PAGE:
There’s not much to tell about the next day. We had some tech glitches with the live rig, but between Kevin and Colin and me and Christian and the guys from the venue they were eventually worked out. Soundcheck was a non-event, as if we were all working so hard not to be nervous about our opening night that we ended up less enthusiastic than usual. Deadpan, even.
Deadpan, in fact, is a good word to describe pretty much everything from our waitress at Denny’s to my performance itself. The more stiff I was, the more frenzied Ziggy got, fretting and strutting and screaming to the audience like he could make up for it. And the more wild he got, the colder I felt, the more rooted to the floor.
The audience cheered anyway. I played the right notes. They didn’t know to complain, I guess. How were they supposed to know that I felt like I was doing some kind of rehearsal, a live-audience rehearsal, going through the moves with a singer who tried too hard to please them and a rhythm section whose eyes I wouldn’t meet during the show?
When we came off the stage Colin said “good show” in an obligatory sort of way, and Carynne chewed the end of her pen and hugged her day book to her stomach. Everyone kind of made small talk about this or that, shook hands with the local crew who didn’t seem to notice anything amiss, and the first person to say anything about it at all was Digger, when he and I were sitting in the bar (Rogan’s Rodeo Room, which had a couple of horseshoes on the wall but otherwise was as generic a dark wood and dart board and neon Bud sign kind of bar as you could get) next to the motel. They didn’t card me. I was drinking something that was a step above Jack Daniels, I forget which whiskey, and Digger was having the same, and bar peanuts, salty skinless peanuts that he’d crack into two halves between his fingers and then eat each half one at a time, making the bowl last longer, I guess.
“Kind of a rough night?” is what he said.
And I’m thinking, this is my father asking, here. This is my manager, too. Maybe he’ll actually have some advice or something. “Yeah.”
“Heh!” He cracked a peanut and joked, “Better shape up or we’ll have to fire ya.”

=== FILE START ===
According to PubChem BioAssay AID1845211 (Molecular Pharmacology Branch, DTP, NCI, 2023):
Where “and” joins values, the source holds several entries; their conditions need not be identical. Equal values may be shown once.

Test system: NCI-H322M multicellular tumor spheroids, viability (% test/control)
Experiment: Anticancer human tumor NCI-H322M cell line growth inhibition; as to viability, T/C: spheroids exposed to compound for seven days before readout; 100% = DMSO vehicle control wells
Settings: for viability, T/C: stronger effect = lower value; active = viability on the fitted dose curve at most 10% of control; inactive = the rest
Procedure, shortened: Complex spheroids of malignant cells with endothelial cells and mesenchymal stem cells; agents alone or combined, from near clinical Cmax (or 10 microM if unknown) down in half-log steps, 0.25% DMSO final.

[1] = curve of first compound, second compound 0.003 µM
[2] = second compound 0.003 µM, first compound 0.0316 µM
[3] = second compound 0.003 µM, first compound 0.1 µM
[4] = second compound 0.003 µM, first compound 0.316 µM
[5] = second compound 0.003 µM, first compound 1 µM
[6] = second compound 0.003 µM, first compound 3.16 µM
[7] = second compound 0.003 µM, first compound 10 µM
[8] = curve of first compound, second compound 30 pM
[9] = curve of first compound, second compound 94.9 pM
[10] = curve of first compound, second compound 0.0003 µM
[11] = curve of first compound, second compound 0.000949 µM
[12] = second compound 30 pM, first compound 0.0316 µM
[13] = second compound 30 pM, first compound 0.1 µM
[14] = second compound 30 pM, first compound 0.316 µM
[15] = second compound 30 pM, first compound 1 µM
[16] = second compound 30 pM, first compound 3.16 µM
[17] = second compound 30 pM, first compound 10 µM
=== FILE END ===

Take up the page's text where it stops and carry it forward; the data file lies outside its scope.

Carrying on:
Okay so maybe one of the reasons I didn’t talk to him before, and one of the reasons why after Remo left I stopped spending much time with the old man, was because he never did give any good advice. Right now he wasn’t even giving the impression that he cared, particularly. The booze was hot in my throat. I was thinking c’mon, even with the best of intentions, what’s he going to tell you? What kind of advice does a former shoe salesman turned media exec have for a professional musician with some kind of performance block going on? I mean, what the fuck did I expect? At least he noticed. At least he asked.
All this went through my well-lubricated mind in a flash leaving me feeling not angry or sad but empty. When I didn’t laugh or smile at his joke, Digger’s eyes drifted to the baseball game on the TV screen overhead and he popped another half-peanut into his mouth. We were going to lapse into an uncomfortable silence, I thought, but suddenly he looked at me. “This isn’t about your mother, is it?”
I was too startled to do anything but blurt “What?”
“This thing,” he said, meaning whatever my problem was, “you’re not feeling guilty about her now are you?”
“Why would I–?”
“Because you got to wonder, if I saw you in a magazine, Claire might’ve. I see those teeny boppers in the audience and I think, sheez, Courtney could be one of ’em.”
I half-wondered if he hoped to find them by tagging along with me. But, no, that’d be stupid, he’s the one who ran off without them.
He swigged his bourbon and stared at the game while he talked. “Don’t you worry yourself about them. They ain’t starving. I left them well-taken care of. It wasn’t like some spur of the moment thing, my taking off like that. I planned it pretty good.”
“Then why the fuck didn’t you tell me?” My hand was tight around my glass and a funny pain burned like booze in my chest. “I had to hear it from Remo, forgodsake, six months after the fact…!” My mouth stayed open as I trailed off realizing that, although I’d waited years to tell him off about it, I didn’t really have anything else to say.
Digger didn’t really look at me. He looked down at my feet wound in the rungs of the barstool, his eyebrows knit and protruding like a small, folded up awning on his face.
Finally he muttered, “Pot calling the kettle black, hey Mister Moondog?” The name had never sounded more stupid before that moment. “You’re pissed at me, because I took off, cut you off, and your reaction to that is, what, take out a personal ad? Give me some credit, Daron, I ain’t dumb.”
I wanted to know how he kept from blushing. My face felt molten hot.
“I had some good reasons doing it like I did. ‘ats not what matters now anyway.”
“Don’t…” I started to say don’t give me some cockamamie tough guy story because I ain’t buying it. But a couple of things were hitting me at once. One, he was kind of right about me doing exactly what I was pissed at him for doing, and once again I was struck with the fact that my image of myself as nothing like him was false. Ouch. And two, whenever we drank and/or argued, we both said ‘ain’t’ instead of ‘isn’t’ and other shit like that. “Just don’t.”
“Don’t what? Kiddo, you don’t know what you’re talking about.”
“The fuck I don’t,” I said, though it sounded childish even to me. I stood up–or got down, as the case may be with tall bar stools–and decided to leave him with the tab. “Getting up early,” I said as a surly goodbye and walked out.
Well, that was one sure way to get my mind off Ziggy for a while. Oh I was just making friends all over the place, wasn’t I?